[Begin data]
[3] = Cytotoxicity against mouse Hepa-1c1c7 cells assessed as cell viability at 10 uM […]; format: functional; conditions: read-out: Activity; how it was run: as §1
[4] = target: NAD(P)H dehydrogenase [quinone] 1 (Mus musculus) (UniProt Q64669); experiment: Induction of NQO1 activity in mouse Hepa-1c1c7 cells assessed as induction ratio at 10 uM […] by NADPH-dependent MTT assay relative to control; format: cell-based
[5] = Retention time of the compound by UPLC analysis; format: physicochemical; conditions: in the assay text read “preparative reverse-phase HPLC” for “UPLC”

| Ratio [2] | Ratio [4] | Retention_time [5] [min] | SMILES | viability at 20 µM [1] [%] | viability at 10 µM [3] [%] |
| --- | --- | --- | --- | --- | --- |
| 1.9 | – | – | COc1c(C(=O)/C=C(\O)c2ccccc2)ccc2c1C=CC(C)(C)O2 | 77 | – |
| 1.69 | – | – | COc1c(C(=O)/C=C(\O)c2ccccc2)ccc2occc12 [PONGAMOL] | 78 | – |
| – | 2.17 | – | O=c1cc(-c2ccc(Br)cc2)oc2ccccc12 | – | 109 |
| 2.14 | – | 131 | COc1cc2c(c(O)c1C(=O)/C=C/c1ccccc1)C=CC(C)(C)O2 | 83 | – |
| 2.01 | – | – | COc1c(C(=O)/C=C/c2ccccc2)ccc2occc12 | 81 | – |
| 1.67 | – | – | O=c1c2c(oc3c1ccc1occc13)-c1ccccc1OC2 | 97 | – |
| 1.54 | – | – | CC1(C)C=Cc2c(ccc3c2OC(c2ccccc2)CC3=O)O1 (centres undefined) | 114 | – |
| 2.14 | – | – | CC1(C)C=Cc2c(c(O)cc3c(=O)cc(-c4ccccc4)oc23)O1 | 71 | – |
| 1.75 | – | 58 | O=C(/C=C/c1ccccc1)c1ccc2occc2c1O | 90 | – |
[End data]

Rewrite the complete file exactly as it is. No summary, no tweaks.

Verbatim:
[3] = Cytotoxicity against mouse Hepa-1c1c7 cells assessed as cell viability at 10 uM […]; format: functional; conditions: read-out: Activity; how it was run: as §1
[4] = target: NAD(P)H dehydrogenase [quinone] 1 (Mus musculus) (UniProt Q64669); experiment: Induction of NQO1 activity in mouse Hepa-1c1c7 cells assessed as induction ratio at 10 uM […] by NADPH-dependent MTT assay relative to control; format: cell-based
[5] = Retention time of the compound by UPLC analysis; format: physicochemical; conditions: in the assay text read “preparative reverse-phase HPLC” for “UPLC”

| Ratio [2] | Ratio [4] | Retention_time [5] [min] | SMILES | viability at 20 µM [1] [%] | viability at 10 µM [3] [%] |
| --- | --- | --- | --- | --- | --- |
| 1.9 | – | – | COc1c(C(=O)/C=C(\O)c2ccccc2)ccc2c1C=CC(C)(C)O2 | 77 | – |
| 1.69 | – | – | COc1c(C(=O)/C=C(\O)c2ccccc2)ccc2occc12 [PONGAMOL] | 78 | – |
| – | 2.17 | – | O=c1cc(-c2ccc(Br)cc2)oc2ccccc12 | – | 109 |
| 2.14 | – | 131 | COc1cc2c(c(O)c1C(=O)/C=C/c1ccccc1)C=CC(C)(C)O2 | 83 | – |
| 2.01 | – | – | COc1c(C(=O)/C=C/c2ccccc2)ccc2occc12 | 81 | – |
| 1.67 | – | – | O=c1c2c(oc3c1ccc1occc13)-c1ccccc1OC2 | 97 | – |
| 1.54 | – | – | CC1(C)C=Cc2c(ccc3c2OC(c2ccccc2)CC3=O)O1 (centres undefined) | 114 | – |
| 2.14 | – | – | CC1(C)C=Cc2c(c(O)cc3c(=O)cc(-c4ccccc4)oc23)O1 | 71 | – |
| 1.75 | – | 58 | O=C(/C=C/c1ccccc1)c1ccc2occc2c1O | 90 | – |